These are all common misconceptions about hospice. It is not a place — it is a service and can be delivered wherever a patient calls home. It is for anyone with a terminal diagnosis, and many physicians are not familiar with hospice and may not discuss it with their patients.
What are the benefits of calling hospice sooner?
People who call hospice earlier often find they have better quality of life. It’s not uncommon to hear patients who have chosen hospice state they wish they had known about the positives of hospice care sooner. These include:
- Improved physical, emotional and spiritual comfort
- Caregiver support
- Help in choosing goals for care
- 24/7 support for urgent needs
- Decreased hospital visits and more time spent at home
If you choose hospice services, your needs will be addressed appropriately within four levels of hospice care: routine home care, respite care, continuous home care and general inpatient care, depending on your needs and physician’s orders.
Can I change my mind after I call hospice?
If you’ve noticed any of the signs or symptoms listed above and think it may be time to call hospice, what if you change your mind later? The great news is that you can change your mind anytime about hospice care. This even includes after you have begun hospice services.
People may choose to leave hospice, for example, to pursue new curative treatments or because their circumstances change and they no longer need hospice support. It’s also possible that you may remain eligible for hospice beyond six months if your doctor certifies you are still terminally ill, so you can rest easy knowing that calling for early signs won’t prevent you from receiving the care you need. Your provider will work with you to help ensure your plan of care is appropriate.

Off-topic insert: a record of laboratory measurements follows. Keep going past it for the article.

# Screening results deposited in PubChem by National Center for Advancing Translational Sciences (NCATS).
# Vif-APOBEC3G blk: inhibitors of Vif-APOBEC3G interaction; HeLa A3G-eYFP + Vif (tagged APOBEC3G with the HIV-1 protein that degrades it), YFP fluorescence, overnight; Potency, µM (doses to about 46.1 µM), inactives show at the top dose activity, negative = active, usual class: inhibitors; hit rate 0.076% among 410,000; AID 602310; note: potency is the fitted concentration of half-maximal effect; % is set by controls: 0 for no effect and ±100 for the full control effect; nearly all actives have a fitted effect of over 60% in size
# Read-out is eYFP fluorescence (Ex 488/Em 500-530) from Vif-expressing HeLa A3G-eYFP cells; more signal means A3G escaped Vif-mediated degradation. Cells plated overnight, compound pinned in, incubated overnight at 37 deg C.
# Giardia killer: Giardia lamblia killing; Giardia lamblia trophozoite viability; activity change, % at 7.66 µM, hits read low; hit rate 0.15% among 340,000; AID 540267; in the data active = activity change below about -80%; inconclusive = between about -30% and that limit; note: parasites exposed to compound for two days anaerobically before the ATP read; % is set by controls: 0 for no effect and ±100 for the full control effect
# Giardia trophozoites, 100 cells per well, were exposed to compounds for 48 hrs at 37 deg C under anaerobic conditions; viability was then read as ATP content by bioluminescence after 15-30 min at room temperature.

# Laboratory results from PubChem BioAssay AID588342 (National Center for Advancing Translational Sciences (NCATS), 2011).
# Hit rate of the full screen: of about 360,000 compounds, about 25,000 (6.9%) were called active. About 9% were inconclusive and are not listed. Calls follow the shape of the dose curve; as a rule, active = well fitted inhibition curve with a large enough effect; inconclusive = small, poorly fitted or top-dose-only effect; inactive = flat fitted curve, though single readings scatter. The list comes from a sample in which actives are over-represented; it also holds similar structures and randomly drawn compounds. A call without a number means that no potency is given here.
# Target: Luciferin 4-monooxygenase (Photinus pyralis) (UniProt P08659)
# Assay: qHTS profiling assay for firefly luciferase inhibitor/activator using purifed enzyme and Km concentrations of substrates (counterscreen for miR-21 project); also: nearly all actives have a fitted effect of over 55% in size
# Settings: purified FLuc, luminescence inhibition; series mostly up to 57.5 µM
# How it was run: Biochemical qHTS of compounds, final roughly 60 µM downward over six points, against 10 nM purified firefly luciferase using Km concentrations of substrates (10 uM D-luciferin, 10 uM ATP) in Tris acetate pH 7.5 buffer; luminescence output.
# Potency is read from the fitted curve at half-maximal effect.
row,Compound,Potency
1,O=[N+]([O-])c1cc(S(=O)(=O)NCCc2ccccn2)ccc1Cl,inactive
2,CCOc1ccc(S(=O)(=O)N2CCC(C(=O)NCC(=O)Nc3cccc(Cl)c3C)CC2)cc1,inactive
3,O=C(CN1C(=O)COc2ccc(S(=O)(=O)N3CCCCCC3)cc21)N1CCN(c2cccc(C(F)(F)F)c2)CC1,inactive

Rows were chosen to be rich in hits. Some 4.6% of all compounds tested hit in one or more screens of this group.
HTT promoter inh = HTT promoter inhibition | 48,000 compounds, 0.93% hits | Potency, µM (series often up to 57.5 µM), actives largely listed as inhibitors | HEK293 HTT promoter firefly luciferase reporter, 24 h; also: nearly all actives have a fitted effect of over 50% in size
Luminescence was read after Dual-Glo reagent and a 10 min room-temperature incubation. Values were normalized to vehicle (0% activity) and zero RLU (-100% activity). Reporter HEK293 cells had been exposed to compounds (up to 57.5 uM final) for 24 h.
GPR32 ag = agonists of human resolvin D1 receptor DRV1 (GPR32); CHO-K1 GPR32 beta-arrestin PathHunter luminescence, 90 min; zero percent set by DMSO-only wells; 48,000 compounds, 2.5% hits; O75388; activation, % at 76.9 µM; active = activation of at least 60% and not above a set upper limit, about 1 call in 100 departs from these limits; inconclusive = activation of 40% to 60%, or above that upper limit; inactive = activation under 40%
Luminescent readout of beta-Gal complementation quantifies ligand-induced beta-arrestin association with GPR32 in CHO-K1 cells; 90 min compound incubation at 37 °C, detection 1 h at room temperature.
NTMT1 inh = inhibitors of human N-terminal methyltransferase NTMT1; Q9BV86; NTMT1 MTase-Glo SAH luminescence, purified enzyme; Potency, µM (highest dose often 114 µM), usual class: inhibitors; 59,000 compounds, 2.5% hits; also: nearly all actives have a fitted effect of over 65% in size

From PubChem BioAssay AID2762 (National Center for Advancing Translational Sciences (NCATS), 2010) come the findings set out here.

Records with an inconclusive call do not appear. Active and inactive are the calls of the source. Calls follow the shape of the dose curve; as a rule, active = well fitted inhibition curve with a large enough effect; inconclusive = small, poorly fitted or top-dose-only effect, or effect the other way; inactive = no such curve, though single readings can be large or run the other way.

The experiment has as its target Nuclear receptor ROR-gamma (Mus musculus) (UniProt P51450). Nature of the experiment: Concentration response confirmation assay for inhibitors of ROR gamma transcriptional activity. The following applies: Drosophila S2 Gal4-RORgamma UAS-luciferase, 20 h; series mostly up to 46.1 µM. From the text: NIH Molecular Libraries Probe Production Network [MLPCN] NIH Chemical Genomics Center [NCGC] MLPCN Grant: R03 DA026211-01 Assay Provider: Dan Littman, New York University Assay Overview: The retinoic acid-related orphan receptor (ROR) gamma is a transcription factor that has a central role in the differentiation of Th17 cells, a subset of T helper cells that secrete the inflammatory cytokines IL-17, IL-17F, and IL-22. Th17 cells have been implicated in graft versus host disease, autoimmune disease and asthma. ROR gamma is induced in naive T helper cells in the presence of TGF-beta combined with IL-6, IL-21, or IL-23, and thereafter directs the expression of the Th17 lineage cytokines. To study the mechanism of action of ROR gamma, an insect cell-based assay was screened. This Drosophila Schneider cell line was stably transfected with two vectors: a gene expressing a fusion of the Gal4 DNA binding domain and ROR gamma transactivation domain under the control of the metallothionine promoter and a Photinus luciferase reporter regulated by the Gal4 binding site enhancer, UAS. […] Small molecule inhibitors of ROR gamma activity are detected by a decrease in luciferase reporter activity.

After you have spoken with a hospice service about beginning care, it is also possible that they may recommend that palliative care is a better option for you or your loved one at this time. Because hospice care is only for those who have decided to stop curative treatment for their illness, palliative care may be a better choice for someone who needs chronic disease management and symptom relief but still plans to continue curative care.
What are some reasons to wait to call hospice?
As previously mentioned, it’s important to understand that someone is not eligible for hospice care if they are still receiving curative treatment for their diagnosis or are expected to live more than six months. A physician must certify that if the disease takes its normal course the person has six months or less to live for hospice services to begin.
If you are in doubt, a hospice care coordinator can walk you through your individual situation and help you make the best choice for you.
I called hospice, now what happens?
If you and your healthcare team decide that hospice is the best choice for you, an interdisciplinary team of providers will help you plan your care going forward. While enrolled in hospice care, you will receive regular visits from hospice staff and have access to caregiver support, spiritual counseling, medical and nursing care, pain and symptom management, supplies needed for hospice care, bereavement support and more.
If you still aren’t sure it’s time to call hospice
Taking the step of calling hospice can feel overwhelming. If you still aren’t sure it’s time to call, you can take our quiz to help you decide if it’s the right choice, or talk with your provider and ask for their recommendations. The good news is that help is readily available when you make the call.